Ever since the news first came out that a submarine exploring the Titanic had been lost, one of the experts we’ve wanted to hear from most is filmmaker James Cameron.
Aside from making the hit film, the Oscar winner really did his research and became probably the most famous expert on the Titanic AND deep-sea exploration generally. He regularly does what the men in the OceanGate craft were doing, so he knows what he’s talking about. He’s made nearly three dozen dives to the Titanic wreckage.
After the Titan was found in pieces, ABC News caught up with the Avatar director to get his thoughts — and he did indeed have some strong opinions about the lack of safety involved in the excursion! On his own deep-diving submersible safety record, he explained:
“As a submersible designer myself, I designed and built us up to go to the deepest place in the ocean, three times deeper than Titanic. So I understand the engineering problems associated with building this type of vehicle and all the safety protocols that you have to go through. And I think is absolutely critical to really get the take-home message from our effort … deep submergence diving is a mature art. From the early ’60s, where there were a few accidents, nobody was killed in the deep submergence until now. more time than between Kitty Hawk and the flight of the first 747.”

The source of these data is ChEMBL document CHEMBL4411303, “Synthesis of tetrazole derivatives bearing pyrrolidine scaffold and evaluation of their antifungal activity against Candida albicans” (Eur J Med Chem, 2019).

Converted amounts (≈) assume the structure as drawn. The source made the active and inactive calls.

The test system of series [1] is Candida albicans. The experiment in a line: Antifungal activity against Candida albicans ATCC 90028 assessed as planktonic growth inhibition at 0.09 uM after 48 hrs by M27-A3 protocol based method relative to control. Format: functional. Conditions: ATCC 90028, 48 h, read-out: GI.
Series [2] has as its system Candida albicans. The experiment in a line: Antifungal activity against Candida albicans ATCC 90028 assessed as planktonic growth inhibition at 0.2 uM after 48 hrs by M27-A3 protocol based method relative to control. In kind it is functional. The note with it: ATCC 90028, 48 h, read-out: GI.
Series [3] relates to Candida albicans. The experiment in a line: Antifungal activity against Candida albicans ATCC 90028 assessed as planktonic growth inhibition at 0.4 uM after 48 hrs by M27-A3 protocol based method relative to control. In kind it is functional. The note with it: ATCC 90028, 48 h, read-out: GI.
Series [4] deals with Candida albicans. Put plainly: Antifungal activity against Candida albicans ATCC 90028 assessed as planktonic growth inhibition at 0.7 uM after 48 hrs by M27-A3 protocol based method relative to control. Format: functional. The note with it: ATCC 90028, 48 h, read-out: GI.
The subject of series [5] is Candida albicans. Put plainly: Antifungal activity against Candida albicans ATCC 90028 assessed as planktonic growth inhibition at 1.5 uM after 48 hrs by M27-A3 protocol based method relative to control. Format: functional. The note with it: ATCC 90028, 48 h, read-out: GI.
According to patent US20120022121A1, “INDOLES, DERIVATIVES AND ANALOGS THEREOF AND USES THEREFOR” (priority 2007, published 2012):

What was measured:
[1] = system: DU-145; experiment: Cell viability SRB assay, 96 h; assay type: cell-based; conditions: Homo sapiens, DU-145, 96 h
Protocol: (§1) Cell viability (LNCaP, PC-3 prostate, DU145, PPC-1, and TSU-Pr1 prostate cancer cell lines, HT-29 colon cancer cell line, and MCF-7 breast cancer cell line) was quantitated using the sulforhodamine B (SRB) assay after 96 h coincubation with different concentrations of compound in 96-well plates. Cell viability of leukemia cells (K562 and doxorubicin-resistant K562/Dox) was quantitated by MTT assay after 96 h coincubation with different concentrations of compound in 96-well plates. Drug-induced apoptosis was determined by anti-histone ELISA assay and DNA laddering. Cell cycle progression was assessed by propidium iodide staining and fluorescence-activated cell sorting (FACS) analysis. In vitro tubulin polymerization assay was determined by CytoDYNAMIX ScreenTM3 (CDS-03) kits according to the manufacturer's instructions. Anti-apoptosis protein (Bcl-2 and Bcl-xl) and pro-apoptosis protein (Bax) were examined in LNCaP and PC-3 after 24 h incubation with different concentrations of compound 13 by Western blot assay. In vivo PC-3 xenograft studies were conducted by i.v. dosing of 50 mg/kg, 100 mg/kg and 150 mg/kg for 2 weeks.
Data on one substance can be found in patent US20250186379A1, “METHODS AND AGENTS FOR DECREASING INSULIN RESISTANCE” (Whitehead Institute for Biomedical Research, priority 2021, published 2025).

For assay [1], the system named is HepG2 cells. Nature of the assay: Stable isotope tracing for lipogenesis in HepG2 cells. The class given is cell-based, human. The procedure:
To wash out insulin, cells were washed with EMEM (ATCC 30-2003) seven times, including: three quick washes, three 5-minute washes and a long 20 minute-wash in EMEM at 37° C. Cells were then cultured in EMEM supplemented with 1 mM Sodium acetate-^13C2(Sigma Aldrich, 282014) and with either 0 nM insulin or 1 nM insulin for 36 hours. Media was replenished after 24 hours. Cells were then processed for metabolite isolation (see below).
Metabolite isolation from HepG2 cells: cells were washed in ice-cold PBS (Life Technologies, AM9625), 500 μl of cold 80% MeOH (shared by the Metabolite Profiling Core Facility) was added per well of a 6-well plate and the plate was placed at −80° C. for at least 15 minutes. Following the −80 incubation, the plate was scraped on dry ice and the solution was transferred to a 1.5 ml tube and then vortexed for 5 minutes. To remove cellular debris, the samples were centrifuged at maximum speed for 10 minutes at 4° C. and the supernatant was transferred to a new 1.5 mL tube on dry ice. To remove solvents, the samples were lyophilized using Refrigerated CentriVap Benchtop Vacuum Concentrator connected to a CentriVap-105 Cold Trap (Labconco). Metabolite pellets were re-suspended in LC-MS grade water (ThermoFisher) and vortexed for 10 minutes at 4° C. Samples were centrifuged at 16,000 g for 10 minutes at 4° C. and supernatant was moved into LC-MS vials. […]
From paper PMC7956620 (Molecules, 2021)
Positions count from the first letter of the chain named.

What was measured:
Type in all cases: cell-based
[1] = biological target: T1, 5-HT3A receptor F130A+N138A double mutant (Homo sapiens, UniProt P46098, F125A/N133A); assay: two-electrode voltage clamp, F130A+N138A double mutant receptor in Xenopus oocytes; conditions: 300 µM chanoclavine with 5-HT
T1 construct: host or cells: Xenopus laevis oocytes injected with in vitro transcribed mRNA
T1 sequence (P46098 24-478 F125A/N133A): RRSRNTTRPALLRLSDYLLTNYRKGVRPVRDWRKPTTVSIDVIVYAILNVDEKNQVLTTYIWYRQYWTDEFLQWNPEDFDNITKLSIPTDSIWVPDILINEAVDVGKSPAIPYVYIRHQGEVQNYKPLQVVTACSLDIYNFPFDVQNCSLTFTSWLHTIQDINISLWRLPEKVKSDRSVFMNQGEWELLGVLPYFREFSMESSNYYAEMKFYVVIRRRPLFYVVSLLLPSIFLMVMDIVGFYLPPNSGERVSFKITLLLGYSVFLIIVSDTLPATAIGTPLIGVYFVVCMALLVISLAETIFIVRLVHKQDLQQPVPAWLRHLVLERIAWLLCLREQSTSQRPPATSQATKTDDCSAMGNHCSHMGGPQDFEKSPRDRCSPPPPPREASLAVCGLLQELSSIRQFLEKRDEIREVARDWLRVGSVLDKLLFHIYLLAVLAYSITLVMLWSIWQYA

Wow. So even though it’s dangerous, everyone else has been so focused on making everything safe, it’s been relatively incident-free. And that’s why everyone was so worried about what OceanGate was doing. He revealed:
“Many people in the community were very concerned about this sub, and a number of, you know, of the top players in the community even wrote letters to the company, saying that what they were doing was too experimental to carry passengers and needed to be certified and so on.”
Damn. They weren’t just told by their own employees, they were warned by other experts in the field! He added:
“I’m struck by the similarity of the Titanic disaster itself, where the captain was repeatedly warned about ice ahead of his ship and yet he steamed at full speed into an ice field on a moonless night. And many people died as a result.”
Comparing it to Thursday’s findings of the Titan wreckage, Cameron mused:
“And for a very similar tragedy, where warnings went unheeded to take place at the same exact site, with all the diving that’s going on all around the world. I think it’s just astonishing. It’s really quite surreal.”
Wow. Some strong words from a man at the forefront of deep-sea exploration. See his full interview on the subject (below)!
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